Housing Affordability in New Zealand and Policy Response

The IMF’s latest report on New Zealand says that:

“The housing market is cooling but managing housing-related risks remain challenging.
Rising house prices were associated with rapid household credit growth through 2016. Given the slower rise in income, house price-to-income ratios reached unprecedented levels, especially in Auckland where the surge in house prices has been stronger. Household credit growth has moderated in 2017 while household debt continued to rise from already high levels. Given the underlying shortages in housing supply, the moderation in house prices is expected to be slow.

Affordability concerns have also become more pressing, especially for first-time home
buyers. The deterioration in housing affordability because of high house prices as measured by housing cost to income has been partially offset by lower interest rates. Lower income groups remain more adversely affected by declining housing affordability. Rising house prices pose increasing difficulties for first-time home buyers entering the home market as it increases the length of time needed to save for a mortgage down payment regardless of the level of interest rates, and lead to higher debt servicing requirements as they need to have a larger mortgage than in the past.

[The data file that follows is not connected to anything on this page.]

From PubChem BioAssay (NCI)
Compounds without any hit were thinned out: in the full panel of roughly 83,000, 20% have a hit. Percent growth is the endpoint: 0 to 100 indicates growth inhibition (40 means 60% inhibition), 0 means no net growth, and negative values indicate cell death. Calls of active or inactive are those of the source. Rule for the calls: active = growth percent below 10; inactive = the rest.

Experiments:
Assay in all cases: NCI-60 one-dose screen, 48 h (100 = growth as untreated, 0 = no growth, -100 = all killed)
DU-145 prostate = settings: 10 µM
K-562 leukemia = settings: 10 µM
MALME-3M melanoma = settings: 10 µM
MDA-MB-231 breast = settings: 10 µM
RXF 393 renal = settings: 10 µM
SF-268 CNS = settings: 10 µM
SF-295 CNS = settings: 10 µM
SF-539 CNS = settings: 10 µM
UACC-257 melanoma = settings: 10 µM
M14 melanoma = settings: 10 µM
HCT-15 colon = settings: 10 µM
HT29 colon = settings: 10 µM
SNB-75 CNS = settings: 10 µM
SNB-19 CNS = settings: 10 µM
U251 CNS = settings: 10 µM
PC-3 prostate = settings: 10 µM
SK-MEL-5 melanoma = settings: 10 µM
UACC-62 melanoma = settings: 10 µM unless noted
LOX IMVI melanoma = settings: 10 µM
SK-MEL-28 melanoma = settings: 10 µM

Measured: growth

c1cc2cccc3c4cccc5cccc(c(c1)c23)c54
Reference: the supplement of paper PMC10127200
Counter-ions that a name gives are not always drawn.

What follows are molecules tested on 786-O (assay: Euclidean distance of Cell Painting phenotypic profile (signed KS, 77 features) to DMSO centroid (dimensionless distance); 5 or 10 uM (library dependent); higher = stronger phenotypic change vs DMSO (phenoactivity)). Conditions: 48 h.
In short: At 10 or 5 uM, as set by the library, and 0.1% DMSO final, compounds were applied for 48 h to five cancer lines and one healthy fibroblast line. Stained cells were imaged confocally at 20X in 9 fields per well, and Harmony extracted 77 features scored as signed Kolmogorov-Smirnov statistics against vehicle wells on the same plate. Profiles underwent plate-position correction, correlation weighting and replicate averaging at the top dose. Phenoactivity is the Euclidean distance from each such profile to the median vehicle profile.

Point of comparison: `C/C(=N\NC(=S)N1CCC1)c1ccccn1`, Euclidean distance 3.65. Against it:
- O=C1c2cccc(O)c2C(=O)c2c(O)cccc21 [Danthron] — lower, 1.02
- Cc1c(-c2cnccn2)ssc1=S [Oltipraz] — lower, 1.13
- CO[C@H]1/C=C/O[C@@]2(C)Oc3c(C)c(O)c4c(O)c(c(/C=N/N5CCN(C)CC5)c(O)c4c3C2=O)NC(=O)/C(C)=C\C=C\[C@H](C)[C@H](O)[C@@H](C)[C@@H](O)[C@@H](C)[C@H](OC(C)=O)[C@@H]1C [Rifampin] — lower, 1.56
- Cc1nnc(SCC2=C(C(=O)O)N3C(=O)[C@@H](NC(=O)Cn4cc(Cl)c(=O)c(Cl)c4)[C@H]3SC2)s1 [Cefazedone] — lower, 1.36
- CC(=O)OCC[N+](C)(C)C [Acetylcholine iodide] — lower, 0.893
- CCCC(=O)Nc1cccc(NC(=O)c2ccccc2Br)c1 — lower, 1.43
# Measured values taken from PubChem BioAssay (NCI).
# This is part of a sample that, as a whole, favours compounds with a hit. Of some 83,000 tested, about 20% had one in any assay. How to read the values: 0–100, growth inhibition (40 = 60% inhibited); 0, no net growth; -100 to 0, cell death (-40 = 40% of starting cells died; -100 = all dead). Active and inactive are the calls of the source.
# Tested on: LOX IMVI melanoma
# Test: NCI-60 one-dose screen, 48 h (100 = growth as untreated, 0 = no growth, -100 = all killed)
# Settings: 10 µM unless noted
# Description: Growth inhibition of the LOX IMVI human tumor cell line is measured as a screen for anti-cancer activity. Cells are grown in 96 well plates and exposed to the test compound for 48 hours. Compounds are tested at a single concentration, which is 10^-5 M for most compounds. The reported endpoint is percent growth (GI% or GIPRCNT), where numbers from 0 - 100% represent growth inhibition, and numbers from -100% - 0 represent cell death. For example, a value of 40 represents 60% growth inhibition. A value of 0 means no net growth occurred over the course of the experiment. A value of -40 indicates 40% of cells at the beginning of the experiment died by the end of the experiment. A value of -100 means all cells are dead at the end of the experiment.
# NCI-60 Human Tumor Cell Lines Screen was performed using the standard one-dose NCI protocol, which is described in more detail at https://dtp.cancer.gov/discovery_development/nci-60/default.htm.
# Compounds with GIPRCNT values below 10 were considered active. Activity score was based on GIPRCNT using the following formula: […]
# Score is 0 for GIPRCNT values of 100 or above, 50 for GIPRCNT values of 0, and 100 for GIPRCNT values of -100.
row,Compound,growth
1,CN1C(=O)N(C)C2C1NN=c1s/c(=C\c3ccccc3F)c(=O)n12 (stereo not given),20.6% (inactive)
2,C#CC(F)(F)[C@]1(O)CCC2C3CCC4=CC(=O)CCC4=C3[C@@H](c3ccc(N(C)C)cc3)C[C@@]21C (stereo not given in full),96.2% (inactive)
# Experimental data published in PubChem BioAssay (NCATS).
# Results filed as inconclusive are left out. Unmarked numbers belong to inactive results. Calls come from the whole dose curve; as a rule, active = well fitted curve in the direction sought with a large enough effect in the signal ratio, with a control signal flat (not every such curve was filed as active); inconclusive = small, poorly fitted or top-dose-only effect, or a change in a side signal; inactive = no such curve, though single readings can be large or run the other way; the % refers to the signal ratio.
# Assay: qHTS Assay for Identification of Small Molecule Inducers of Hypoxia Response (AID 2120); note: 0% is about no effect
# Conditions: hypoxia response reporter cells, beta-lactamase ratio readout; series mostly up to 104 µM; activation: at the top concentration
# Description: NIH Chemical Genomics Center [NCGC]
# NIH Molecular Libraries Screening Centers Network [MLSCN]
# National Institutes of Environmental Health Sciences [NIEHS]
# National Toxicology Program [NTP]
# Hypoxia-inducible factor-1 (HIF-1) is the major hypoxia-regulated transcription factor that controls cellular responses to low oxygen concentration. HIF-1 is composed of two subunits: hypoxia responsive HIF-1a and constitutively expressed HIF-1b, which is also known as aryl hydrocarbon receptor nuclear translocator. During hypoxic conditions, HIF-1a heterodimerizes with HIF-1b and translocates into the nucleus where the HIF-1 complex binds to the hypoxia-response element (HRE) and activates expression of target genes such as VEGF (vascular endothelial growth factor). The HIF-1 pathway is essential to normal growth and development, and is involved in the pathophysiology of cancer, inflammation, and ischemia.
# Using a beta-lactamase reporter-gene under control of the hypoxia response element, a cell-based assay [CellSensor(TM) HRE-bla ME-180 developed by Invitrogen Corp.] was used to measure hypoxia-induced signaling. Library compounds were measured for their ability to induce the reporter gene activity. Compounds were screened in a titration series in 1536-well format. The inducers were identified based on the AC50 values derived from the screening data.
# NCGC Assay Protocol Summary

The housing policy agenda is ambitious and appropriately focuses on closing key gaps
on the supply side and in the tax system. Housing supply shortfalls have contributed to the runup in house prices, reflecting supply constraints amid strong demand fundamentals, including rising net migration, lower interest rates, and stronger income growth. While demand-side drivers have stabilized, they remain robust, and improved housing affordability requires eliminating supply bottlenecks. Supply and demand sides reforms are complementary, and the success of the housing policy agenda will depend on well-coordinated progress on all fronts.

Lastly, improving the availability of housing affordability and other related statistical data is important. Further effort to compile and regularly release key housing related indicators such as house prices, housing costs, housing ownership and affordability measures would help to
enhance analysis and inform policy decisions.”

Posted by at 1:33 PM

Labels: Global Housing Watch


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